Help Is On the Way -- Out -- Doctors Without Borders is leaving Afghanistan. That's mostly because in June, the Taliban murdered five DWB workers, but also because the military has attempted to co-opt DWB efforts, which puts relief workers into the fray, say DWB officials. Marine Buissonniere, DWB's international secretary, points to coalition leaflets depicting "an Afghan girl carrying a bag of wheat which said that for assistance to continue, Afghans need to report information on the Taliban and al Qaeda."
Bust 'em Up -- If you watched the Democratic National Convention and were left with kind of an empty feeling, you're probably not alone. The party put on a pageant, free of controversy and ready for prime time. There was some satisfying speechifying, but the whole thing had less drama than a reality TV show. Still, the media didn't help any, with its endless punditry. Do they even hire any reporters any more? It's all opinions -- often stupid ones -- all the time.
In a new essay in the Washington Monthly, CNN founder Ted Turner thinks the media and the political parties are all in it together because it's adding up to a massive gravy train for the huge media companies. Taken from a business perspective, the lack of competition, he thinks, is squelching innovation -- America's primary resource. His solution is quite radical. Here, let him tell you in this excerpt:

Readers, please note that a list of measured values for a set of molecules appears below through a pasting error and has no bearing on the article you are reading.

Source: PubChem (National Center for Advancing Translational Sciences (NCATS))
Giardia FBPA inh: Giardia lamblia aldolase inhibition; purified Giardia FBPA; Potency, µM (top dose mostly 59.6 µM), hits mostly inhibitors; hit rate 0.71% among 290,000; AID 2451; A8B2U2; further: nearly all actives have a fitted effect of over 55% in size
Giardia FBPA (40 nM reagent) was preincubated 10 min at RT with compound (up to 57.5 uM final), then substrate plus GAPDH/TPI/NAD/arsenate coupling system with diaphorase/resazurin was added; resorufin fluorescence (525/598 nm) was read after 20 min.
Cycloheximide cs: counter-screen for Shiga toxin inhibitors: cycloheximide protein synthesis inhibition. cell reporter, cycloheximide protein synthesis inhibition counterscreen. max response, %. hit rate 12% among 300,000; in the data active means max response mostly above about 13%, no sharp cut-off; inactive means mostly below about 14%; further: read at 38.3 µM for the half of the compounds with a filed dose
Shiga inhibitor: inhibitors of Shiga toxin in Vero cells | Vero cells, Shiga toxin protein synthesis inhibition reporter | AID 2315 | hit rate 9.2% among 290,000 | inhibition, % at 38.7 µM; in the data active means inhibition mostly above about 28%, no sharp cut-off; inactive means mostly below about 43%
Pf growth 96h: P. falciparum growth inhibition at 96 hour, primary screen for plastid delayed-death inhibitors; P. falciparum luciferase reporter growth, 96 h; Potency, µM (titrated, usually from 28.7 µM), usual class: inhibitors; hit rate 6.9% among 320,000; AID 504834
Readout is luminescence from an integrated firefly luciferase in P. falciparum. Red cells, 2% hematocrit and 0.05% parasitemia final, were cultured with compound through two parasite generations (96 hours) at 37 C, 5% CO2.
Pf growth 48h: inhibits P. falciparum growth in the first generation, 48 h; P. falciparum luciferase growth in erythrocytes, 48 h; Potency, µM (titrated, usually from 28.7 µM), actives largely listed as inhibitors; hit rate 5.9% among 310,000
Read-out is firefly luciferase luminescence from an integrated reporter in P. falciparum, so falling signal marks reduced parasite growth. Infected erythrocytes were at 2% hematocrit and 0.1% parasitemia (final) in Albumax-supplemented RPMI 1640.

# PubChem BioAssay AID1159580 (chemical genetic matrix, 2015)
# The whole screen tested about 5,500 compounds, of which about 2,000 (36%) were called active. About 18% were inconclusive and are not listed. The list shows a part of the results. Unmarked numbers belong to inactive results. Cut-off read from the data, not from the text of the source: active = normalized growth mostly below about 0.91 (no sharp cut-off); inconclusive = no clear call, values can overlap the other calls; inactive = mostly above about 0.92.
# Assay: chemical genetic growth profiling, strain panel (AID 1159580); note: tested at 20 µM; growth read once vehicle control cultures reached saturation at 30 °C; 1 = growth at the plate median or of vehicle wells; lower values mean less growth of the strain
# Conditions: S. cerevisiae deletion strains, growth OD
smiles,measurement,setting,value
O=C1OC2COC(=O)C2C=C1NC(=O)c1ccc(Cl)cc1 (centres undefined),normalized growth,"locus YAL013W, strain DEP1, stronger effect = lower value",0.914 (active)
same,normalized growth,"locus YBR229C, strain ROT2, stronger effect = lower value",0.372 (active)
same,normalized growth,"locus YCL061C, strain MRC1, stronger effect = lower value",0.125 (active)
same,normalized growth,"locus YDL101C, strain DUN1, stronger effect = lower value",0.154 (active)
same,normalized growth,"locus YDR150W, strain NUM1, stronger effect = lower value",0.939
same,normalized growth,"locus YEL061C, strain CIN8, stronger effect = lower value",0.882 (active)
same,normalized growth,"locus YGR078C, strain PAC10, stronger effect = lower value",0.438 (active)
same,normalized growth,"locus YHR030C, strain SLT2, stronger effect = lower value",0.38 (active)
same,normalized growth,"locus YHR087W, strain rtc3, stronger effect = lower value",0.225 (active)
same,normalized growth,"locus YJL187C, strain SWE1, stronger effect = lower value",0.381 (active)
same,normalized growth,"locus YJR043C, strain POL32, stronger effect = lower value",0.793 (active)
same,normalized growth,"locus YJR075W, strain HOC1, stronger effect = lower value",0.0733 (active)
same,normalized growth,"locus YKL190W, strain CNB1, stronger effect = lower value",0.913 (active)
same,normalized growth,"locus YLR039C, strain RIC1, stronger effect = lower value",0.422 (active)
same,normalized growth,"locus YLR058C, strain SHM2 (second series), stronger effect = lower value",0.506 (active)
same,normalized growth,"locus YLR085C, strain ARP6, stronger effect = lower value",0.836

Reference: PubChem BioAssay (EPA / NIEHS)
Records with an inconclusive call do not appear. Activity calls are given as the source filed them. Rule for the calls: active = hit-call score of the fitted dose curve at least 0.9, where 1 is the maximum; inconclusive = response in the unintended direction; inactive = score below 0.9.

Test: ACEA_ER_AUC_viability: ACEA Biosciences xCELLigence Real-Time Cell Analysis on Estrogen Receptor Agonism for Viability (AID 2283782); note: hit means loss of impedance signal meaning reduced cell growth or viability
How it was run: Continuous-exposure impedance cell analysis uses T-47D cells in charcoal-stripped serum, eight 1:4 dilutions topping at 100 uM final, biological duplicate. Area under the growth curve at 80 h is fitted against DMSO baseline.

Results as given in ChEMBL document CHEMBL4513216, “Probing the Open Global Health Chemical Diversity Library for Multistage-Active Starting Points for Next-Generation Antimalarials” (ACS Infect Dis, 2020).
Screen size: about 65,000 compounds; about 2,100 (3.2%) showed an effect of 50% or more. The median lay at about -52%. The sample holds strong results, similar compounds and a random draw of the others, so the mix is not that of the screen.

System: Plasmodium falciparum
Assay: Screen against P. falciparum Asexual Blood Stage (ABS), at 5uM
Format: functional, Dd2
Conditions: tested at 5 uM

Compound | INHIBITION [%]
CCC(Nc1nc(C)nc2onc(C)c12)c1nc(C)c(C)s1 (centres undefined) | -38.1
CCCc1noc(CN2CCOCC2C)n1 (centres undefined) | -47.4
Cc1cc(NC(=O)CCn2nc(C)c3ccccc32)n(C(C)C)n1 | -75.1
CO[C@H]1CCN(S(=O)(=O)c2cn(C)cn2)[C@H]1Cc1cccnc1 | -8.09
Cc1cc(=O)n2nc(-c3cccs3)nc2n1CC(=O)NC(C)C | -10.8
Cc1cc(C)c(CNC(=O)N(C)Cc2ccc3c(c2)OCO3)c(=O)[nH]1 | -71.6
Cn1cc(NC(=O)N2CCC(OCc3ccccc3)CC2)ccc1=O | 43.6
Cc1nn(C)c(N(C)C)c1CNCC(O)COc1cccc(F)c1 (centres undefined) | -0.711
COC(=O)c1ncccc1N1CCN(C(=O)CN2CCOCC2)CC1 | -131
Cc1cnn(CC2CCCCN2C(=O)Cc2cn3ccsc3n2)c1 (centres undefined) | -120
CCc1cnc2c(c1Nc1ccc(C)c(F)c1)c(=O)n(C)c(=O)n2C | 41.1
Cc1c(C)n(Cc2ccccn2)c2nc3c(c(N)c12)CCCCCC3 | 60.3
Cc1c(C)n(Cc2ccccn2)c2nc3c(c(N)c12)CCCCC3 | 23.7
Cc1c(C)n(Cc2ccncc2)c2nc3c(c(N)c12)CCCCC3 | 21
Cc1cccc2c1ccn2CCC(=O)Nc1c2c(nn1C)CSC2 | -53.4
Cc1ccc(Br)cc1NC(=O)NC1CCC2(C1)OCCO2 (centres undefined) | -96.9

"Today the government has cast down its duty, and media competition is less like boxing and more like professional wrestling: The wrestler and the referee are both kicking the guy on the canvas. At this late stage, media companies have grown so large and powerful, and their dominance has become so detrimental to the survival of small, emerging companies, that there remains only one alternative: Bust up the big conglomerates. We've done this before: to the railroad trusts in the first part of the 20th century, to Ma Bell more recently."
Maybe then some of these pundits would get more familiar with some of the issues facing average Americans, like unemployment.
Cornered? -- Out on the campaign trail, President George W. Bush is telling his faithful that America is "turning the corner." (Even though the economy added an anemic 32,000 new jobs in July -- about 200,000 fewer than the White House had predicted would be created thanks to Bush's tax cuts.)
It seems like that slogan is kind of familiar... Oh yeah, Herbert Hoover's reelection mantra in 1932 was "Prosperity is just around the corner." Hoover was the last president before W. to preside over a net job loss.